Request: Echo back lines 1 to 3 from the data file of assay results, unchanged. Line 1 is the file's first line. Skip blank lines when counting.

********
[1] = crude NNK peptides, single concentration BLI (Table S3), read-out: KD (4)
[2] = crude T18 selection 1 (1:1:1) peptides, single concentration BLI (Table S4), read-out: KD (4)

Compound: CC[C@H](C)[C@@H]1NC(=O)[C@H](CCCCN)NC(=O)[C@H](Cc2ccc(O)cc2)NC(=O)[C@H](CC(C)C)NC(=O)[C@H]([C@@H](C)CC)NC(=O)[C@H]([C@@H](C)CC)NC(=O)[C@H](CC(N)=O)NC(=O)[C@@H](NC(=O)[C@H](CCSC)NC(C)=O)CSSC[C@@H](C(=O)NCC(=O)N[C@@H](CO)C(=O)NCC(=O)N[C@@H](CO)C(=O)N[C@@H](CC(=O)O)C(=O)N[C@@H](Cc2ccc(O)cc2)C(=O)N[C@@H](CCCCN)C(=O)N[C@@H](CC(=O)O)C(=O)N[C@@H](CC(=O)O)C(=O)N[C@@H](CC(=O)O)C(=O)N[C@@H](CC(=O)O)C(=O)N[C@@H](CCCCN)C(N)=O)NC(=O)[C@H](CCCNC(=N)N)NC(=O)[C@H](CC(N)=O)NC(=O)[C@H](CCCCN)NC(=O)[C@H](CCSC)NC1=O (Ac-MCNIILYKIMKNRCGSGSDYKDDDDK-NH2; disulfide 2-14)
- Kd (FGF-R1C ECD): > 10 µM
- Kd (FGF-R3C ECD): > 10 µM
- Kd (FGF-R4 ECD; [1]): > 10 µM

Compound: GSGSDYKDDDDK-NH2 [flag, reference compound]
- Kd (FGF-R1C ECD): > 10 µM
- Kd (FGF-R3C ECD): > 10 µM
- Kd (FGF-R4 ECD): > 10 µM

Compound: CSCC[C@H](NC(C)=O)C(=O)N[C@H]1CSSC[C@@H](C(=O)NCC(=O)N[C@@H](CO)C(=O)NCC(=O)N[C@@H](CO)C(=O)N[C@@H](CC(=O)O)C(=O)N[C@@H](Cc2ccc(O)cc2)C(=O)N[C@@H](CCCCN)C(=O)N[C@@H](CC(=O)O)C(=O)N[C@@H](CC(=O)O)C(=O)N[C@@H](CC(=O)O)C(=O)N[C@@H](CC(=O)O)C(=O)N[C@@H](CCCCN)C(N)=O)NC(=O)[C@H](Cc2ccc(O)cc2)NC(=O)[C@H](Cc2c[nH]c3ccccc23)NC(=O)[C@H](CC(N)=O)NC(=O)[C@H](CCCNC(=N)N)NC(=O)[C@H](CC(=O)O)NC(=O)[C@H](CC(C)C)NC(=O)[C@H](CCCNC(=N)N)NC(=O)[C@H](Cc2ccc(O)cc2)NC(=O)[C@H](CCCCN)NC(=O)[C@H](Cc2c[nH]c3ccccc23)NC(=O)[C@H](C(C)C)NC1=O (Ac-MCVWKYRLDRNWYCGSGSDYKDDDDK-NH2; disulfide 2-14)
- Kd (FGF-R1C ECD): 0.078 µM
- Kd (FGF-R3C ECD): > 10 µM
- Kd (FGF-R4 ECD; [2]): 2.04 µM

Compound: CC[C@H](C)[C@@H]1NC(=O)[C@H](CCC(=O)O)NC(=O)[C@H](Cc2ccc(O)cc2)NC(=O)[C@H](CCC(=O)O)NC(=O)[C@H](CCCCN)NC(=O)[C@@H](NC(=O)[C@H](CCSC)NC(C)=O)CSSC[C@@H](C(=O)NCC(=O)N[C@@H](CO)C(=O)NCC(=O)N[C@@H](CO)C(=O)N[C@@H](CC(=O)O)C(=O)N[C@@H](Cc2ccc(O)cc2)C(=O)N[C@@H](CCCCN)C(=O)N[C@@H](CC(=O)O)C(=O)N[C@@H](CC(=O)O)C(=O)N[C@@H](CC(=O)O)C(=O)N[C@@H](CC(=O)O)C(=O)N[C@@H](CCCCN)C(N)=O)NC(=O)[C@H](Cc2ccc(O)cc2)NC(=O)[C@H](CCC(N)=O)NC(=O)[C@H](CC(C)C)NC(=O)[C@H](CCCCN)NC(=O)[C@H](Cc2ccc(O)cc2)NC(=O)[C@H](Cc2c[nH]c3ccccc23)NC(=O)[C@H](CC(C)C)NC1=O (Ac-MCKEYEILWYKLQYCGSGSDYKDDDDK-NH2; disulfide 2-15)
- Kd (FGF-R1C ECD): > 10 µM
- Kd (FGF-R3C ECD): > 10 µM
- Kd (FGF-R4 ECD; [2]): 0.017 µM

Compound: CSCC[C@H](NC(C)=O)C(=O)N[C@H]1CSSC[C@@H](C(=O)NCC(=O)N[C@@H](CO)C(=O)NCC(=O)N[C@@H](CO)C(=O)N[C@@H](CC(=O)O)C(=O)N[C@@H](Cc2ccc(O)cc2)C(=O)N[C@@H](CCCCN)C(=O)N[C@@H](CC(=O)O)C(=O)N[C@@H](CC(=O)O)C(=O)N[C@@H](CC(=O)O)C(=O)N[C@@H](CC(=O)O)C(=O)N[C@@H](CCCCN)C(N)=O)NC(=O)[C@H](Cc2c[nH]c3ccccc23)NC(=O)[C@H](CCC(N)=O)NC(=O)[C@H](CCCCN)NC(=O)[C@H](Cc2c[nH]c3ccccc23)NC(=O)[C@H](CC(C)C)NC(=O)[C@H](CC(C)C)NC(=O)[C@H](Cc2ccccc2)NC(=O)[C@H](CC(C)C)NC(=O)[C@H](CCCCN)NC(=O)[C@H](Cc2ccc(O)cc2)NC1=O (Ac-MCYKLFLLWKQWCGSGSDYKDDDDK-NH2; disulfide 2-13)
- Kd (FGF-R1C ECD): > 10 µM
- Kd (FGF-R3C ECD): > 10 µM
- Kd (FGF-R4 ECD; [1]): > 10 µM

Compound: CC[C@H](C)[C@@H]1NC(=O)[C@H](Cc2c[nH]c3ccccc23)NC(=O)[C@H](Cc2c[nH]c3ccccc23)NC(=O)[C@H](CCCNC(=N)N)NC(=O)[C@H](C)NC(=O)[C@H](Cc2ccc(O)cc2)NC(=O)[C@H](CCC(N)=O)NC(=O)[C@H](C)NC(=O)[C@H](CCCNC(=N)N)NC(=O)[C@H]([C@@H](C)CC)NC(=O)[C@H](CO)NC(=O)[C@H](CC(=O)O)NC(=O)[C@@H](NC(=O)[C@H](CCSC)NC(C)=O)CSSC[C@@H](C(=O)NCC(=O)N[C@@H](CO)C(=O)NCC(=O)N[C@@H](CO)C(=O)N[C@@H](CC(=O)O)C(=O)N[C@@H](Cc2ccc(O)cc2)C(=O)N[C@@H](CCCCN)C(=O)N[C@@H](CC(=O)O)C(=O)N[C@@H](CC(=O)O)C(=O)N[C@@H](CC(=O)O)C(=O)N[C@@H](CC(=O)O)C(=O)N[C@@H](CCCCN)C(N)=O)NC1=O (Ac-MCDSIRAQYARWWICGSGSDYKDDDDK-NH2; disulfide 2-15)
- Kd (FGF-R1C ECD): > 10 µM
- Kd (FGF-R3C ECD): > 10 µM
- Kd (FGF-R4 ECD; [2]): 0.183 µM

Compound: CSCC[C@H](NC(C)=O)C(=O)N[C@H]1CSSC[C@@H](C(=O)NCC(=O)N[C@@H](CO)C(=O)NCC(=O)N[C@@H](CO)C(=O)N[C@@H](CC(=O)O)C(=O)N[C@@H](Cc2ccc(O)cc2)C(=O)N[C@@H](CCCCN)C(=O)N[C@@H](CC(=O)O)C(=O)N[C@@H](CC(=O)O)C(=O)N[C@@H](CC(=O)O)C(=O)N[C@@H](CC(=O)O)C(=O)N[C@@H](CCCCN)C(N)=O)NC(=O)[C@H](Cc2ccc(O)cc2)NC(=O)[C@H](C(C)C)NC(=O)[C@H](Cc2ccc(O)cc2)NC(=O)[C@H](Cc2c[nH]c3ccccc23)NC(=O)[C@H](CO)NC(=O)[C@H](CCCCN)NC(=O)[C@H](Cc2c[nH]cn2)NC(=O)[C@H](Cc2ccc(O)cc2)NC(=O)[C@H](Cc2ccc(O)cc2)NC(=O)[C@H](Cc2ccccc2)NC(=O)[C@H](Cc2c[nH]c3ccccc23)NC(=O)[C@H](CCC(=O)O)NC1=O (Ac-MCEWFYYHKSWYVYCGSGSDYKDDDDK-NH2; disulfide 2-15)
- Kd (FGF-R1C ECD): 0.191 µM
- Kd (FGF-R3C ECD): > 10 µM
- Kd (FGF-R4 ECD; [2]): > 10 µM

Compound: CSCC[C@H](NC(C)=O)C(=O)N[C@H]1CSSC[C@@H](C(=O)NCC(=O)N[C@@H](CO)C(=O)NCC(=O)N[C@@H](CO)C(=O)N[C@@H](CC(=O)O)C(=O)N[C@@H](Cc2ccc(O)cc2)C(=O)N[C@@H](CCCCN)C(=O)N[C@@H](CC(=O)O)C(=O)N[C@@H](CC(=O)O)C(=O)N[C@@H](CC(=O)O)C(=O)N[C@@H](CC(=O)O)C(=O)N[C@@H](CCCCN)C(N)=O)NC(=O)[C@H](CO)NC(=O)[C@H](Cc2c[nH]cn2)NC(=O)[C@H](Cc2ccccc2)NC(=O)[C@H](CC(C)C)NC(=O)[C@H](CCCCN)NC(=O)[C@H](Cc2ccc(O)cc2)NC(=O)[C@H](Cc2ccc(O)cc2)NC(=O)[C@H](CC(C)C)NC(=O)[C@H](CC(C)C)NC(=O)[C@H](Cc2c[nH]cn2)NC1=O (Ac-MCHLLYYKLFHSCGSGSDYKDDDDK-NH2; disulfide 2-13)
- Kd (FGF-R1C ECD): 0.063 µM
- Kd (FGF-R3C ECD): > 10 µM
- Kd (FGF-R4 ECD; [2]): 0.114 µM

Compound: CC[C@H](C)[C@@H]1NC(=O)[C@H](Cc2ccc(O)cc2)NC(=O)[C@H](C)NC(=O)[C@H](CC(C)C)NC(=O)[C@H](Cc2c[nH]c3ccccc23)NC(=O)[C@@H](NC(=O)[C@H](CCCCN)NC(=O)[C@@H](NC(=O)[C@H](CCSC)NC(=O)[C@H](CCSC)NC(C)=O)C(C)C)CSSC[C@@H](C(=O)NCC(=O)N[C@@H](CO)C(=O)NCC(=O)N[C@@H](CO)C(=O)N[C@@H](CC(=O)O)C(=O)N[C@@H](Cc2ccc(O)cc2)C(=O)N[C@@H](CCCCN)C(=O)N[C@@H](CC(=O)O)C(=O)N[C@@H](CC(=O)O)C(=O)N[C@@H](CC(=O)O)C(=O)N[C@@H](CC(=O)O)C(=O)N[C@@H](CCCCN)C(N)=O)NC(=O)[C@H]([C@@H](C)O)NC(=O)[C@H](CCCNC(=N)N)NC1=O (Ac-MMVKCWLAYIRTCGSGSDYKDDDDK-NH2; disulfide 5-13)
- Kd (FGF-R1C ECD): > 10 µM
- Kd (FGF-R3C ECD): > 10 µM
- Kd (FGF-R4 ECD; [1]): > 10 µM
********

[1] = crude NNK peptides, single concentration BLI (Table S3), read-out: KD (4)
[2] = crude T18 selection 1 (1:1:1) peptides, single concentration BLI (Table S4), read-out: KD (4)

Compound: CC[C@H](C)[C@@H]1NC(=O)[C@H](CCCCN)NC(=O)[C@H](Cc2ccc(O)cc2)NC(=O)[C@H](CC(C)C)NC(=O)[C@H]([C@@H](C)CC)NC(=O)[C@H]([C@@H](C)CC)NC(=O)[C@H](CC(N)=O)NC(=O)[C@@H](NC(=O)[C@H](CCSC)NC(C)=O)CSSC[C@@H](C(=O)NCC(=O)N[C@@H](CO)C(=O)NCC(=O)N[C@@H](CO)C(=O)N[C@@H](CC(=O)O)C(=O)N[C@@H](Cc2ccc(O)cc2)C(=O)N[C@@H](CCCCN)C(=O)N[C@@H](CC(=O)O)C(=O)N[C@@H](CC(=O)O)C(=O)N[C@@H](CC(=O)O)C(=O)N[C@@H](CC(=O)O)C(=O)N[C@@H](CCCCN)C(N)=O)NC(=O)[C@H](CCCNC(=N)N)NC(=O)[C@H](CC(N)=O)NC(=O)[C@H](CCCCN)NC(=O)[C@H](CCSC)NC1=O (Ac-MCNIILYKIMKNRCGSGSDYKDDDDK-NH2; disulfide 2-14)